ProClinical Life Sciences Recruitment Blog

What is the difference between HEOR and market access jobs?

Posted by Harry Williams

06/09/17 15:30

recruitment blog numhom-1.jpgHealth economics and outcomes reach (HEOR) and market access are two separate sectors within a pharmaceutical company, yet they work towards the same goal: helping to gain market approval for a drug by determining how much it should cost, and why. Both fields work together to ensure that patients have access to the drugs they need.

What is health economics?

Health economics (sometimes known as pharmacoeconomics) uses clinical and economic evidence to determine the value of drugs, and looks at the factors that can affect this. These are primarily the current healthcare climate and the patient.

Health economist jobs are quite scientific and technical, using a variety of models to collect and analyse data that will lead to the most cost-effective and equitable use of resources in healthcare. HEOR professionals also build data systems that are used by market access professionals to determine the price of a drug. These are very technical roles which use the following two models to collate data:

Budget impact model/analysis (BIA): These assess how affordable a product is within the current market compared with products already on the market. This includes comparing expense to efficacy. Are there less expensive drugs on the market that are just as effective, or more so? It also helps to predict whether the drug will be bought by major stake holders like the NHS.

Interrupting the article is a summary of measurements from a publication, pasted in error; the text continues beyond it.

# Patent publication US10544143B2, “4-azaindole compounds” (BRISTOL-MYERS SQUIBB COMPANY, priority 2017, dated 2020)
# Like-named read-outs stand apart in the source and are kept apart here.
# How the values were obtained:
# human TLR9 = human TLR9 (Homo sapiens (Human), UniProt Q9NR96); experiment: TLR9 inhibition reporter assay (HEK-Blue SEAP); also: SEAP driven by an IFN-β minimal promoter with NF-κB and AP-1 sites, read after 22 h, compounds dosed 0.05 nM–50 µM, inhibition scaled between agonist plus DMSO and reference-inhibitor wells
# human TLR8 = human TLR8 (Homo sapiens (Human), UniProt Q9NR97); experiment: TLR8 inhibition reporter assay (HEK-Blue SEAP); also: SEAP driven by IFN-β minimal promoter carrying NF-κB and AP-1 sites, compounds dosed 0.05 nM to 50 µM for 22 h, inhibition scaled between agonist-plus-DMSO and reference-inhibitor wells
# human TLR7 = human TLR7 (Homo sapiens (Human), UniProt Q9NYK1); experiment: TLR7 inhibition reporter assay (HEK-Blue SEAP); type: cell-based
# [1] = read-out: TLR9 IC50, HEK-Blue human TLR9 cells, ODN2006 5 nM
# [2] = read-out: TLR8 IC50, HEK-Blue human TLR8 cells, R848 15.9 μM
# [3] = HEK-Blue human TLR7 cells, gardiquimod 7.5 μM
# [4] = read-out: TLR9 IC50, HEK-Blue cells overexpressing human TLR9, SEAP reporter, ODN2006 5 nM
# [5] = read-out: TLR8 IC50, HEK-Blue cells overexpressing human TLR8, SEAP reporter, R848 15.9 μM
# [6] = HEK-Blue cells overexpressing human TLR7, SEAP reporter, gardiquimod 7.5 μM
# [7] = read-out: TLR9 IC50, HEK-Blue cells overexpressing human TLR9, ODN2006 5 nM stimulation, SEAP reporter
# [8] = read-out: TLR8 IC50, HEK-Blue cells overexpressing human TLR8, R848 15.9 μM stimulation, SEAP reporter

Cost-effective models/analysis (CEA): These look at the effectiveness of a drug on patient compared with the effects of them not taking it, taking into account side effects and potential secondary issues.

How these models are used depend on the country, as each will have their own HEOR guidelines to follow. Outcomes reach jobs involve inputting the right data into the models in the first place. Market access roles are responsible for ensuring that the data and models are used in the right way.

Examples of entry level health economics jobs would be a health economics associate or analyst. From there, HEOR professionals can progress into health economics manager/senior manager jobs.

What is market access?

Often confused with health economics, market access is a distinctly separate area, although it does work in conjunction with HEOR. The definition of market access is ensuring that patients are able to access drugs quickly and continuously, and marketed at reasonable price that is line with the drug’s effectiveness in treating disease. While their goals may be aligned, market access is far more concerned with product pricing and the success of a drug than health economics.

Much like health economics, these professionals will begin in a market access analyst or associate role which is quite technical. The potential for progression within market access is vast, but there will be a gradual move from scientific to commercial as strong business acumen is essential at the heights of the market access career ladder. Examples include vice president of market access, head of market access and market access director jobs. These individuals have a broad role that requires them to juggle leadership and development duties with business strategy and resource management.

Examples of the other types of jobs in HEOR and market access:

Patient access and advocacy

Patient access is a very specific area within market access, concerned with how best to infiltrate a patient community that could benefit from using a particular drug or therapy. It involves relationship building with patients, providers and stakeholders, educating healthcare professionals and supporting the running of healthcare facilities. Opportunities within this field include patient access advocate and patient access manager roles.

Pricing and reimbursement